About six weeks after Ford Motor Company closed all manufacturing sites in North America, the international automaker has reportedly taken steps toward reopening factories at several undisclosed locations.
According to the Detroit Free Press, Ford confirmed it had reached out to employees in hopes they will return to work this week in preparation for upcoming operational relaunches. In a statement to the newspaper on Sunday, Ford’s global manufacturing and communications manager Kelli Felker did not provide details regarding a reopening timeline.
“We are asking a small number of hourly and salaried workers to return to work this week in preparation for a restart at a future date, which has not yet been determined,” Felker told the outlet. “These workers will begin putting safety protocols in place that we will use when we do reopen our facilities.”
Ford suspended production in factories across the United States, Mexico and Canada, as well as several locations in Europe, on March 18 to safeguard employees against potential exposure to the new coronavirus. At the time, one person working at Ford’s Michigan Assembly Plant near Detroit had recently tested positive for the disease, leading to that facility’s closure as well.
Ford’s initial order to pause operations at these sites anticipated that business would resume on March 30, but the company has since extended closure protocols in North America and around the world. In an updated statement on March 31, the company said it was partnering with autoworkers’ unions—like the International Union, United Automobile, Aerospace and Agricultural Implement Workers of America (UAW)—to establish uniform safety procedures such as employee screenings and social distancing guidelines prior to reopening.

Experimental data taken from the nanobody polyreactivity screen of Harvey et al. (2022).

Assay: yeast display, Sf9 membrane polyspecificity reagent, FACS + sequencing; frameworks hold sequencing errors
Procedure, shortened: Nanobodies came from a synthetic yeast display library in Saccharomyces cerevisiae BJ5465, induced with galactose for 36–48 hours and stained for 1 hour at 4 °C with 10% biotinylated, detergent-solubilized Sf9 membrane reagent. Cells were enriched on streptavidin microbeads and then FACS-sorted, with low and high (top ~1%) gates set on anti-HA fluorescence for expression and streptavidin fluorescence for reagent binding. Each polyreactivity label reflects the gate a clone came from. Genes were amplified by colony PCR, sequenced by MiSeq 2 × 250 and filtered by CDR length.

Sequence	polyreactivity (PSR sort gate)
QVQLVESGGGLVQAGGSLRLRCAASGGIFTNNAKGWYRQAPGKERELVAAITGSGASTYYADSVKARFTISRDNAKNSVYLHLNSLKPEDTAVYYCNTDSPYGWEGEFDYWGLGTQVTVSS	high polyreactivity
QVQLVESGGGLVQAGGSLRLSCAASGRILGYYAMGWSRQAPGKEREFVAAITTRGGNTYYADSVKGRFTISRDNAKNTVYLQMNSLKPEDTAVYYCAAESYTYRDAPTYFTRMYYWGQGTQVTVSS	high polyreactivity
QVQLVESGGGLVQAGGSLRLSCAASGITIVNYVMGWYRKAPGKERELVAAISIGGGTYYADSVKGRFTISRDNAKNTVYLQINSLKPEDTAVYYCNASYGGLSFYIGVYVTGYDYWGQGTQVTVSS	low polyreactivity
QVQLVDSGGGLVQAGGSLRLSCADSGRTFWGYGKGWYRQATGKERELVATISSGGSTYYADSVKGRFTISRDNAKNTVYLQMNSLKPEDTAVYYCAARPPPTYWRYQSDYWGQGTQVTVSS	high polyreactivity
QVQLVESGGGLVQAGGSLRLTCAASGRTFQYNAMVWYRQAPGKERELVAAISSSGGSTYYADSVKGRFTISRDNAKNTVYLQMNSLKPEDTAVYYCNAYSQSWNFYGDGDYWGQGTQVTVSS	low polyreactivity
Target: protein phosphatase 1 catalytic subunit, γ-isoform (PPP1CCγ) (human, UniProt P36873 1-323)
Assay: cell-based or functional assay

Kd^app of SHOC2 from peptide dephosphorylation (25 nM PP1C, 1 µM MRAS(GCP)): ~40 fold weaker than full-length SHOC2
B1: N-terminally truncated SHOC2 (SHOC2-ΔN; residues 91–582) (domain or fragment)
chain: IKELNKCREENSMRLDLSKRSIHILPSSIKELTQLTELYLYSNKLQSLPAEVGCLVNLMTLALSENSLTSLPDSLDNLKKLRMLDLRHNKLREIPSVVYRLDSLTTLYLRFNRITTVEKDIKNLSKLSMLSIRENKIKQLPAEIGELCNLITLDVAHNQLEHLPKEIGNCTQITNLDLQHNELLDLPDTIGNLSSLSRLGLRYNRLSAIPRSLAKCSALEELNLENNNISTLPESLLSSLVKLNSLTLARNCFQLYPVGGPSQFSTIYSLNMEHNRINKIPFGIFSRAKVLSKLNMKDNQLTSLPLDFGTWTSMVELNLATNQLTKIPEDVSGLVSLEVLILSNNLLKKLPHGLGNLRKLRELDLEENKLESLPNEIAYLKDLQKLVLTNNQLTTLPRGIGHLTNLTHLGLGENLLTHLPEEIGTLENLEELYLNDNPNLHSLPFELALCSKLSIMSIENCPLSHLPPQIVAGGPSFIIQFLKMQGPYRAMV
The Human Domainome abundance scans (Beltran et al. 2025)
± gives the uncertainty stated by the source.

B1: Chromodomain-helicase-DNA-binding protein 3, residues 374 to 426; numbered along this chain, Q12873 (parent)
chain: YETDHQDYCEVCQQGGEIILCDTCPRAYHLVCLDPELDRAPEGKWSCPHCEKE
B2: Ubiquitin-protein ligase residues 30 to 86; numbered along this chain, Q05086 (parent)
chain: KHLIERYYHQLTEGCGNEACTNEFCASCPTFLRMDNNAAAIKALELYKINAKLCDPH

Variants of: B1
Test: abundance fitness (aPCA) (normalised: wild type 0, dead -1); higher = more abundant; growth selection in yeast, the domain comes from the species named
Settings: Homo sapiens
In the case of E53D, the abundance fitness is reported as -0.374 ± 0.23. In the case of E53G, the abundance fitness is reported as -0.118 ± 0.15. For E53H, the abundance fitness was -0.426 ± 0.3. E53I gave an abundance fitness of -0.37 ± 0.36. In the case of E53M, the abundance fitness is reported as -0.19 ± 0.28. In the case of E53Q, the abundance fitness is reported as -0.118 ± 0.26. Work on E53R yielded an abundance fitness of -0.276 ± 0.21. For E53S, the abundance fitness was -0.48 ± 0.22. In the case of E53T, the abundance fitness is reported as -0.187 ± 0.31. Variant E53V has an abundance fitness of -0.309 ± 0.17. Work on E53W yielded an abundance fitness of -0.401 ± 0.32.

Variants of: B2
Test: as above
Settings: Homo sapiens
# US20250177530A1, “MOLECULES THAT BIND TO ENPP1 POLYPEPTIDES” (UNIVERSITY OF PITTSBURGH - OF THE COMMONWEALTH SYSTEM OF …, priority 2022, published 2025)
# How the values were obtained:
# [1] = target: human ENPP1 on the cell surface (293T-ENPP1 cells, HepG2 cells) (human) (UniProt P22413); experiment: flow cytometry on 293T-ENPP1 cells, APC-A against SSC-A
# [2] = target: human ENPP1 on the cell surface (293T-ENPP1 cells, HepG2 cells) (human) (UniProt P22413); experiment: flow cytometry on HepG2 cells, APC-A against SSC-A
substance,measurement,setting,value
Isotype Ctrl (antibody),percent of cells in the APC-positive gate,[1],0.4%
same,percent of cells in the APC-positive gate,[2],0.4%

“Ford’s top priority is the health and safety of our employees, dealers, customers, suppliers and other stakeholders,” said Kumar Galhotra, the company’s president of operations in North America, in a statement released one week before the factory shutdown’s original reopening date. “In light of various governments’ orders to stay and work from home, Ford is not planning to restart our plants in the U.S., Canada and Mexico on Monday, March 30 as originally hoped.”
Ford applied similar mandates to close factories in dozens of countries, including South Africa, India, Thailand and Vietnam throughout March. Most of its European manufacturing sites will remain closed through at least May 4, the company announced at the beginning of April.
Two Ford employees and UAW members passed away from complications caused by the coronavirus, the union reported on March 28. Since March, UAW has reported at least a dozen deaths of workers employed by Ford, General Motors and Fiat Chrysler Automobiles, known as the automobile industry’s “big three.”
When Ford announced initial factory closures in mid-March, it introduced the formation of a Coronavirus Task Force between the three companies to initiate a coordinated response effort.
Neither Ford nor UAW replied to Newsweek‘s request for comment regarding this story by the time of publication.